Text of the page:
Statesboro leaders plan to cut spending next year in response to the expected end of the apartment-building boom the city is experiencing.
Despite an approximate 3 percent cut to general fund spending — the general fund accounts for several areas, including engineering, administration, police and planning — City Manager Frank Parker said he is happy with the city’s fiscal state.
“As for the city’s financial situation, I think that I can say this confidently: We are in the top 10 percent of cities in the nation,” Parker said. “Most cities are having to slash their budgets and we haven’t had to do that. We are spending our money more wisely and, still, are able to expand the fire department, build the I-16/Highway 301 interchange, work with Georgia Southern University on major projects, and do other things that will help citizens in the long term.”
According to Statesboro Finance Director Cindy West, the cuts will be spread throughout city departments, affecting costs associated with postage, travel, training and more.
The city will spend fewer general fund dollars in fiscal 2014, which begins July 1, 2013, to account for a corresponding projected drop in revenues.
“We are projecting slightly lower revenues this year than last year, because the amount of commercial construction — multifamily housing projects, mostly — will probably level out some,” Parker said.
The city experienced a windfall of large, multifamily apartment complexes in fiscal 2013 — including Aspen Heights, Monarch301 and One Eleven South — targeting college students. Building permits and other costs associated with the projects contributed to the city’s general fund.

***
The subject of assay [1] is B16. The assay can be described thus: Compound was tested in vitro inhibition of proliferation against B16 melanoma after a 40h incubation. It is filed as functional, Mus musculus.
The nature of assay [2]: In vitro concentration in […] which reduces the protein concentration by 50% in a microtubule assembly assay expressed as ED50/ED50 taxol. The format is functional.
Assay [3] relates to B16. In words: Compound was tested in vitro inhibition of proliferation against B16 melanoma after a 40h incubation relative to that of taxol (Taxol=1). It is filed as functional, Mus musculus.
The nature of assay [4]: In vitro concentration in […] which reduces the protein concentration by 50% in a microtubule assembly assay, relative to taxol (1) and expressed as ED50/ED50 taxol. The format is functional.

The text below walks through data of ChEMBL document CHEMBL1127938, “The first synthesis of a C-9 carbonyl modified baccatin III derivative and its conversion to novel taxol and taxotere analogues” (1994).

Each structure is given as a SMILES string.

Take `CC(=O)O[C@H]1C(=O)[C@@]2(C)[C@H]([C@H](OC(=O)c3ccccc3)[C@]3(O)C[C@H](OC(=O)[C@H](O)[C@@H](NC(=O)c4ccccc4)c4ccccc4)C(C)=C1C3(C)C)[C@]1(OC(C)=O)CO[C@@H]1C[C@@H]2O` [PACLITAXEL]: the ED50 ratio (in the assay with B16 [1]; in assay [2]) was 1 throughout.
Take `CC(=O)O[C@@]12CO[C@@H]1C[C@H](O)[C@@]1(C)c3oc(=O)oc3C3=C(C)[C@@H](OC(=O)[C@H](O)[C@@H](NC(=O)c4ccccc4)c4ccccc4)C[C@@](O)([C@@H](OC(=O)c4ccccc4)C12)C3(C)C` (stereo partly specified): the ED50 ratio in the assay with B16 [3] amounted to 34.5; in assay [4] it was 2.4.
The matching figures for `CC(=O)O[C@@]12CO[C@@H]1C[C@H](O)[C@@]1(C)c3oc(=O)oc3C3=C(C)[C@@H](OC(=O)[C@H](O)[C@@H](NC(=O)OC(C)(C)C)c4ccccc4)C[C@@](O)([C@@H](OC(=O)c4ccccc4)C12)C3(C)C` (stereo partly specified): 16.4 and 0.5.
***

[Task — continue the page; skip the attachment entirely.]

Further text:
Even with the drop in general fund revenue, all but two city departments — fleet management and solid waste disposal — will grow their operating budgets next year.
The solid waste collection, engineering, natural gas, fire, police, and water/sewer departments will each have more money to spend thanks, in large part, to concerted efforts in the previous year to become more efficient.
“We appreciate the good effort by all of our departments to continue looking for ways to save our taxpayers money,” Mayor Joe Brannen said.
During the retreat, department leaders unveiled a slate of capital improvement projects they plan to tackle next year.
Some items discussed, and budgeted for, include: the final phase of construction for a sidewalk on Gentilly Road ($100,000), intersection improvements to West Grady and College streets ($175,000), a new city fire station ($750,000), new police vehicles ($350,000), commercial garbage trucks ($550,000), and water/sewer extensions to the Cawana/Burkhalter Road area ($650,000).
Jeff Harrison may be reached at (912) 489-9454.